RSA is an intrinsically fragile cryptosystem containing countless foot-guns which the average software engineer cannot be expected to avoid. Weak parameters can be difficult, if not impossible, to check, and its poor performance compels developers to take risky shortcuts..... While it may be theoretically possible to implement RSA correctly, decades of devastating attacks have proven that such a feat may be unachievable in practice.

        4 votes
        1. [3]
          vektor Link Parent
          As I said, don't roll your own. That's extremely hard and risky. Leave that to the absolute pros. And yes, there might still be bugs to be had there, but if we have a very few crypto systems that...

          As I said, don't roll your own. That's extremely hard and risky. Leave that to the absolute pros. And yes, there might still be bugs to be had there, but if we have a very few crypto systems that implement RSA, the number of zero-day exploits we get out of that is limited.

          Look, I can go "ssh-keygen -t RSA -b 4096" and get a reasonably secure RSA key. Is that NSA-proof? Probably not. Is it very good security? I think so. As a software engineer that just needs some generic crypto without tight performance constraints (key fob could be such a case...) I can use RSA without shooting myself in the foot by just using an established implementation.

          That's not to say the article is wrong. I just think it might be addressed at a different group. The post is not about which crypto to use as the end-user. It's about which crypto to use as a developer, particularly if you have special requirements. I just fail to see as much of an urgency as the author portrays.

          3 votes
          1. [2]
            stu2b50 Link Parent
            The thing is, why use RSA when there are other alternatives that just do better? For asymmetric, you have the ellipsoid based methods as well as el gamal, that don't suffer from the issues...

            The thing is, why use RSA when there are other alternatives that just do better? For asymmetric, you have the ellipsoid based methods as well as el gamal, that don't suffer from the issues outlined in the article. Already the usage of RSA is decreasing. TLS, for instance, no longer supports the old RSA based handshake, because it suffered from replay attacks.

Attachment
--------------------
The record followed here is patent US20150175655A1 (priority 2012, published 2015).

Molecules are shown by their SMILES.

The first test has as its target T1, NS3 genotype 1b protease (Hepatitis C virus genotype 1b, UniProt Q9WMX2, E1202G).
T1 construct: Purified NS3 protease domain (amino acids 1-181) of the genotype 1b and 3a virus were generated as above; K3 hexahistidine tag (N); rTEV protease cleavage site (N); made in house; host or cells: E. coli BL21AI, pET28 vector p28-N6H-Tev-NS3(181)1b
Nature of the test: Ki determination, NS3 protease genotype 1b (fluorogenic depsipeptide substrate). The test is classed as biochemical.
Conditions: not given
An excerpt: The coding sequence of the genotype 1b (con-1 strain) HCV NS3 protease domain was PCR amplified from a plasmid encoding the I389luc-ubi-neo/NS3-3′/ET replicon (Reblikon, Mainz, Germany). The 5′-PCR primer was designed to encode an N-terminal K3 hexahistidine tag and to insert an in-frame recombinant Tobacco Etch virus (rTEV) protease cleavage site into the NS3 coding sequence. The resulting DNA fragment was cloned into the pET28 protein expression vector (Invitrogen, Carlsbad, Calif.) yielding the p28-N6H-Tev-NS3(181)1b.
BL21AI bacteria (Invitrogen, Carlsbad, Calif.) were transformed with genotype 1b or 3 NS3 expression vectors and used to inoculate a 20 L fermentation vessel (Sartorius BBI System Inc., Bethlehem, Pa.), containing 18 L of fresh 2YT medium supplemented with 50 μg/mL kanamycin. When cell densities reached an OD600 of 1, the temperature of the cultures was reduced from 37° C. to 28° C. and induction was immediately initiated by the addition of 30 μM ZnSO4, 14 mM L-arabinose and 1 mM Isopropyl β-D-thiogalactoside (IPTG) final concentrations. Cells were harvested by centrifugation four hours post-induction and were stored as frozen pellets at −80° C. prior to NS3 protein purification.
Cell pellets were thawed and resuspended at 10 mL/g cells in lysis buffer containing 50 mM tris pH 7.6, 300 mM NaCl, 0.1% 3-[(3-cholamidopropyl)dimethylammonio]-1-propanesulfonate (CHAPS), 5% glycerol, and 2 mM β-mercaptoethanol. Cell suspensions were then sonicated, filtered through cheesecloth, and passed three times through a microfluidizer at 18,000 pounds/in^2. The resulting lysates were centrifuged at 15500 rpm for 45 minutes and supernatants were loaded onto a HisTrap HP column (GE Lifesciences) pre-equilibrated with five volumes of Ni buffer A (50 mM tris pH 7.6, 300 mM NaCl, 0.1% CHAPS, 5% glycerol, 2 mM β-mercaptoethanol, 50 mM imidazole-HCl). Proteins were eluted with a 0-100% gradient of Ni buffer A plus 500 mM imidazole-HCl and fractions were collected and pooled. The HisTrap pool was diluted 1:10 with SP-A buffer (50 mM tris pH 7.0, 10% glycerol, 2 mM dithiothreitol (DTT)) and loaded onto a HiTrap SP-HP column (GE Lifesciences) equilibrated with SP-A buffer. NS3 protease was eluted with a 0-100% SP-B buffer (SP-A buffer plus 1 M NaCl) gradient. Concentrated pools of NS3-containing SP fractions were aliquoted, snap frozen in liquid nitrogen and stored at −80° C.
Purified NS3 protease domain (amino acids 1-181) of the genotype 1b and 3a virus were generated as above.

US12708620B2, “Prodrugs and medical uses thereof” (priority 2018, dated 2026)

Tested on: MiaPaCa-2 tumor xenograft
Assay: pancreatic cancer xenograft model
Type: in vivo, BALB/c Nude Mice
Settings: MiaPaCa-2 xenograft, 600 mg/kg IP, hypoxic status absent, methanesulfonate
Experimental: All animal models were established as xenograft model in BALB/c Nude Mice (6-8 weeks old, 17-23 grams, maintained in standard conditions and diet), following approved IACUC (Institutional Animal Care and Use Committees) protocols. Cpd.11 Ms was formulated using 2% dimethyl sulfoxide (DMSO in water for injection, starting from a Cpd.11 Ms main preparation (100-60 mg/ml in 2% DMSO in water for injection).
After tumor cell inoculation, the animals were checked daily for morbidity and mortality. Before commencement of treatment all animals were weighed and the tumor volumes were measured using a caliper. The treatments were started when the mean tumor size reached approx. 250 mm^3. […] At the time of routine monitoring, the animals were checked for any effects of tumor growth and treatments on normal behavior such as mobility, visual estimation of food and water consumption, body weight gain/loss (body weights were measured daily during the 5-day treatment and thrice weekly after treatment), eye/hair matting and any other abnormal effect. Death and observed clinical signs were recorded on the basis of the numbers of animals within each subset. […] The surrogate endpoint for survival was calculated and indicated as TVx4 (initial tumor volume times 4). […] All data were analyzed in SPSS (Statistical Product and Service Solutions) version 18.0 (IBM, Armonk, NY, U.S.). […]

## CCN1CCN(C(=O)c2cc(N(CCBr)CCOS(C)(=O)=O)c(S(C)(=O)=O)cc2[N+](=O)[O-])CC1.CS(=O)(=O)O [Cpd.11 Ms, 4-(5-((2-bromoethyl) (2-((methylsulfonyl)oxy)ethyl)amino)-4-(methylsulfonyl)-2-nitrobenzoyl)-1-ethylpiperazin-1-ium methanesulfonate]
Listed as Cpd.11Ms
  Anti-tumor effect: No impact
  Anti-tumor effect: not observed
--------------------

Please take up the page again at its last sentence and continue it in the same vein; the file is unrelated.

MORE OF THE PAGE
2 votes
            1. vektor Link Parent
              Granted. If you're doing crypto these days, might as well do it right. Though I think "Fuck RSA" and "it is flat out unacceptable to use RSA in 2019. No exceptions." are just statements that are a...

              Granted. If you're doing crypto these days, might as well do it right. Though I think "Fuck RSA" and "it is flat out unacceptable to use RSA in 2019. No exceptions." are just statements that are a bit too... strong. I don't see them supported. There's no good reason to throw out a proven RSA-protected system. This post doesn't call for me to disable my RSA key on github. This calls for github to offer elliptic curve encryption as an alternative and for me to use it. It also calls for developers that interface with crypto directly to use the same over RSA - which imo aren't most software devs; they'll just rely on pre-rolled solutions that encrypt password DBs or web traffic. I can say for myself that I have yet to directly interface with a encryption algorithm with two exceptions: A) RSA keygen outlined above for SSH (both SSH servers as well as github) and B) classes about crypto. IMO this confirms that the article above is addressed at a different group: Those who actually interact with crypto directly.

              3 votes
    3. RapidEyeMovement Link Parent
      Not the same thing, but the same company. the "RSA Token" is a two step authentication system. What is being described in the article is a "public-key cryptosystem". With that said, back in 2011...

      same thing as the RSA Token

      Not the same thing, but the same company. the "RSA Token" is a two step authentication system. What is being described in the article is a "public-key cryptosystem".

      With that said, back in 2011 RSA was compromised, most likely by a state actor and the RSA Token system was potentially exposed.

      Any way to tell how secure the implementation is?

      Sorry cannot answer this one for you.

      2 votes
    4. Elronnd Link Parent
      This is almost certainly not the same thing. Your key fob is probably made by RSA security, made by the same people as the RSA encryption algorithm but otherwise unrelated.

      This is almost certainly not the same thing. Your key fob is probably made by RSA security, made by the same people as the RSA encryption algorithm but otherwise unrelated.

      2 votes
    5. Arshan Link Parent
      The RSA token is a form of 2 Factor Authentication, I.e. I need 2 things to prove that I am the legitimate owner of X account. The RSA mentioned here is an algorithm for encrypting information,...

      The RSA token is a form of 2 Factor Authentication, I.e. I need 2 things to prove that I am the legitimate owner of X account. The RSA mentioned here is an algorithm for encrypting information, I.e. obscuring your password to X account.